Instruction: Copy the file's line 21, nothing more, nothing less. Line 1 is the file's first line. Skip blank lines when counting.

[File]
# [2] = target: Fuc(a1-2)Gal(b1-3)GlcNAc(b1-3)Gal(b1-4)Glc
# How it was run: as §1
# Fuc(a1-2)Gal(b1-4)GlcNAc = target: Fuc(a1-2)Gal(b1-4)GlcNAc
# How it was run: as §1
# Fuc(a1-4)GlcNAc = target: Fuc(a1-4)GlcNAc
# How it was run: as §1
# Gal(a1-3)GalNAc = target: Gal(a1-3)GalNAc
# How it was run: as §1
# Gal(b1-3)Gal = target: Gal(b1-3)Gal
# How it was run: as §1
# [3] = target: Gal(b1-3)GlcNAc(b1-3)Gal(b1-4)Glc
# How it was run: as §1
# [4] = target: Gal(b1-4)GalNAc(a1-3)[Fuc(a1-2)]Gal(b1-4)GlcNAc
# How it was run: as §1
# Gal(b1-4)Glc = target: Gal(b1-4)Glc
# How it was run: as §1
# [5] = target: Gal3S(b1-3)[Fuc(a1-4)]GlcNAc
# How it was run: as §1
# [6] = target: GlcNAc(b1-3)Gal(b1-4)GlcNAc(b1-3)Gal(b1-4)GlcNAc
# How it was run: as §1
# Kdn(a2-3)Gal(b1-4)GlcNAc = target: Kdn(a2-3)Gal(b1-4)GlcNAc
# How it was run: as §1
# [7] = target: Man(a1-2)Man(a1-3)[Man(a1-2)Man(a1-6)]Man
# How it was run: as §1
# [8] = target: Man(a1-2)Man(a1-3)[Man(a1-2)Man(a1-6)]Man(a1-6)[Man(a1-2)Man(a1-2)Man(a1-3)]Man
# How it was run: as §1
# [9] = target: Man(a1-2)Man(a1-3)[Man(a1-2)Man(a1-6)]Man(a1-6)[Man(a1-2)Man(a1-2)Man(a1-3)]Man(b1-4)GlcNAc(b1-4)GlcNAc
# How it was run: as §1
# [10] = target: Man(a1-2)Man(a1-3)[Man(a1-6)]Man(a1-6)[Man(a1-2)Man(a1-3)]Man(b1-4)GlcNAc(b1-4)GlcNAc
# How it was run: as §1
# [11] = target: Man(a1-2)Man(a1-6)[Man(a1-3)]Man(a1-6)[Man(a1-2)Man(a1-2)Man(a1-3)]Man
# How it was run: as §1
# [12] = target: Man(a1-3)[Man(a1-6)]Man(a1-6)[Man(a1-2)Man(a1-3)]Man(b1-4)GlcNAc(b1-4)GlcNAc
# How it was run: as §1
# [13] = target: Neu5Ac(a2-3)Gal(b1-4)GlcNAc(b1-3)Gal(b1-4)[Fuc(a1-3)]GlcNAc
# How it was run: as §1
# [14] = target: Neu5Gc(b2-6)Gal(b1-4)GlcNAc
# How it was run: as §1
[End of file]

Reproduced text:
# Kdn(a2-3)Gal(b1-4)GlcNAc = target: Kdn(a2-3)Gal(b1-4)GlcNAc